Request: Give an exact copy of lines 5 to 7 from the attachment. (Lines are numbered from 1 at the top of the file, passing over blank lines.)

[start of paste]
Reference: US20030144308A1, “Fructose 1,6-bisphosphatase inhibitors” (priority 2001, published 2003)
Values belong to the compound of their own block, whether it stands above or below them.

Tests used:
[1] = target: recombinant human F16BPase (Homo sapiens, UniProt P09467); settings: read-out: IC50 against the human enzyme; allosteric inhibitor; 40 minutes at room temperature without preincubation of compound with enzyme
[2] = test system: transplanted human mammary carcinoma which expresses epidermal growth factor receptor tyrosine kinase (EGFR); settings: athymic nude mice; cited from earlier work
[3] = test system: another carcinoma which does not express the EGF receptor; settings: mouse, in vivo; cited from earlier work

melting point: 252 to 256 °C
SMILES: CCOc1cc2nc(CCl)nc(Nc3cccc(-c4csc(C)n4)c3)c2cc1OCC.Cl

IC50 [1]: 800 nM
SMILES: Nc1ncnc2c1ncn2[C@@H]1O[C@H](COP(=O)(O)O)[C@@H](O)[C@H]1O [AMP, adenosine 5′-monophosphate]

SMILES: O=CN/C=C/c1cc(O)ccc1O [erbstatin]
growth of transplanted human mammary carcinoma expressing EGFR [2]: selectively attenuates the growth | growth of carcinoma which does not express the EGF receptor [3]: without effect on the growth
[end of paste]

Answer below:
[2] = test system: transplanted human mammary carcinoma which expresses epidermal growth factor receptor tyrosine kinase (EGFR); settings: athymic nude mice; cited from earlier work
[3] = test system: another carcinoma which does not express the EGF receptor; settings: mouse, in vivo; cited from earlier work

melting point: 252 to 256 °C